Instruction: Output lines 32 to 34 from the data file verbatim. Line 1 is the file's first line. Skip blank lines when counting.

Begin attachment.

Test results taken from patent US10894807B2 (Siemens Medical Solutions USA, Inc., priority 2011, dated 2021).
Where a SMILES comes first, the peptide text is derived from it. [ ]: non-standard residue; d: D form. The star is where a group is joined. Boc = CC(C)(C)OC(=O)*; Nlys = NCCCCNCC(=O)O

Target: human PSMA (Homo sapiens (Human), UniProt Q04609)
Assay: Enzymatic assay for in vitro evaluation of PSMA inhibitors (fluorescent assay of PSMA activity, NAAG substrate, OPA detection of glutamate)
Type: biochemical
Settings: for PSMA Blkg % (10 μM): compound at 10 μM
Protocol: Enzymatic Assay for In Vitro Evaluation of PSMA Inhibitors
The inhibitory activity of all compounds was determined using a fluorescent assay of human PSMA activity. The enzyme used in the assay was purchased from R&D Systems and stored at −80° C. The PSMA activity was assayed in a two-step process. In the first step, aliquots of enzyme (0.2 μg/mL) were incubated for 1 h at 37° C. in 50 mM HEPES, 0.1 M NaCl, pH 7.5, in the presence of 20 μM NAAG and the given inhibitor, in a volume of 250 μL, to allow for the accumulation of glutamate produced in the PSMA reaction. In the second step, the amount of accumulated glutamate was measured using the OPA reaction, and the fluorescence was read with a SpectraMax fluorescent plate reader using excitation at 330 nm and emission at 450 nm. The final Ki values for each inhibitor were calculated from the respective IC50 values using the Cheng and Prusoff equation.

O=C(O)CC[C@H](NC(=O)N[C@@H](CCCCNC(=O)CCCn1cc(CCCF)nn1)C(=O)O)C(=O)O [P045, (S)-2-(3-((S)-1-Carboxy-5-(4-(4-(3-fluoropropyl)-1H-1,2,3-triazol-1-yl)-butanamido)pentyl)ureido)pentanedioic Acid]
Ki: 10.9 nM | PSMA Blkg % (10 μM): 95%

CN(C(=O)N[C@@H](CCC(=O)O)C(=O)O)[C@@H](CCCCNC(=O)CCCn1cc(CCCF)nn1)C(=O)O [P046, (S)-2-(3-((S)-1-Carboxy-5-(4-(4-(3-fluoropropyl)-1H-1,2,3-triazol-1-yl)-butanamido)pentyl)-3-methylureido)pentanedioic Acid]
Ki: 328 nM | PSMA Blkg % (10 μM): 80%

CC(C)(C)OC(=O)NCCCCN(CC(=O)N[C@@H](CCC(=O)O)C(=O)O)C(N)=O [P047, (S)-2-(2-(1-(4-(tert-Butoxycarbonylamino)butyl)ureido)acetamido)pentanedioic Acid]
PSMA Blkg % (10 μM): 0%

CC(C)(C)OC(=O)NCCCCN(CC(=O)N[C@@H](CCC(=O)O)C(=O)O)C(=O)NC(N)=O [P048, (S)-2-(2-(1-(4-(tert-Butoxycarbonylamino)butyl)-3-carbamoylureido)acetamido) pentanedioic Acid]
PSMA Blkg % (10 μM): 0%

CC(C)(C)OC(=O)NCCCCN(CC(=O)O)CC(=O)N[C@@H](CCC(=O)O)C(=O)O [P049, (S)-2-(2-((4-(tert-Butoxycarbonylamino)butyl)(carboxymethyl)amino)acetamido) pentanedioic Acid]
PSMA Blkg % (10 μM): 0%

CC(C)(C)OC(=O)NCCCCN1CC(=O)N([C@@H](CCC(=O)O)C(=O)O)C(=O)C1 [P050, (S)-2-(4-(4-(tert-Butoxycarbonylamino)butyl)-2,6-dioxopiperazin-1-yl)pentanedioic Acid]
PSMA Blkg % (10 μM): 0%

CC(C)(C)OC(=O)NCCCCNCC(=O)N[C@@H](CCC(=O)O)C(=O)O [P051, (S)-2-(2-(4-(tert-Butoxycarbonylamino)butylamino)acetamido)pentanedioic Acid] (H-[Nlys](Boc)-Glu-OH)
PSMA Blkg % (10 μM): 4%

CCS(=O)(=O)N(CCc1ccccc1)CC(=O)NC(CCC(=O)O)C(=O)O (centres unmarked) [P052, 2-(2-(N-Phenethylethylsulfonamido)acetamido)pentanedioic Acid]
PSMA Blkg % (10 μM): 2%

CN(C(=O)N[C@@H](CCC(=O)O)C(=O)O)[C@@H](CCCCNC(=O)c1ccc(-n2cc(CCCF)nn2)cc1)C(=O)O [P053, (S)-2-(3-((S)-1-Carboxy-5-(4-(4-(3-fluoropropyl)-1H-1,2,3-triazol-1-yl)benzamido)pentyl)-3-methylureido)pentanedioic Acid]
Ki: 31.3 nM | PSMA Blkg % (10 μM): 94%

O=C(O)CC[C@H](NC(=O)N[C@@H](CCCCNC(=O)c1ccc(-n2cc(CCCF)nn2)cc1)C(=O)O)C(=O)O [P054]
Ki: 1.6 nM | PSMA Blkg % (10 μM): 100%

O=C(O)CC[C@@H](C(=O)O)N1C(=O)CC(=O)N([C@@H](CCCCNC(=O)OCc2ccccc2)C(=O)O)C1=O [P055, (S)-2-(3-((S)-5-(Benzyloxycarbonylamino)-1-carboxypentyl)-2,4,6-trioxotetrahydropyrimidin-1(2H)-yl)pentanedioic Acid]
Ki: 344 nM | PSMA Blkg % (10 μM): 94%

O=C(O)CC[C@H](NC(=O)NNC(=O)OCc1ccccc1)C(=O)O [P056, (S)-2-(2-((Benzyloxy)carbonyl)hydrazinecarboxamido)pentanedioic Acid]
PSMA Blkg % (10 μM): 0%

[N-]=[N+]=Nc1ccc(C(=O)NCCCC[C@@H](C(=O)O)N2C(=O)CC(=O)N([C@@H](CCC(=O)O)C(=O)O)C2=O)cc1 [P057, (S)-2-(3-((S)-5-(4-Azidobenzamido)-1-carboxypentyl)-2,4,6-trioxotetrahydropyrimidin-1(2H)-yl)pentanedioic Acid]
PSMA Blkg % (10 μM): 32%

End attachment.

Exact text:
PSMA Blkg % (10 μM): 0%

[N-]=[N+]=Nc1ccc(C(=O)NCCCC[C@@H](C(=O)O)N2C(=O)CC(=O)N([C@@H](CCC(=O)O)C(=O)O)C2=O)cc1 [P057, (S)-2-(3-((S)-5-(4-Azidobenzamido)-1-carboxypentyl)-2,4,6-trioxotetrahydropyrimidin-1(2H)-yl)pentanedioic Acid]
PSMA Blkg % (10 μM): 32%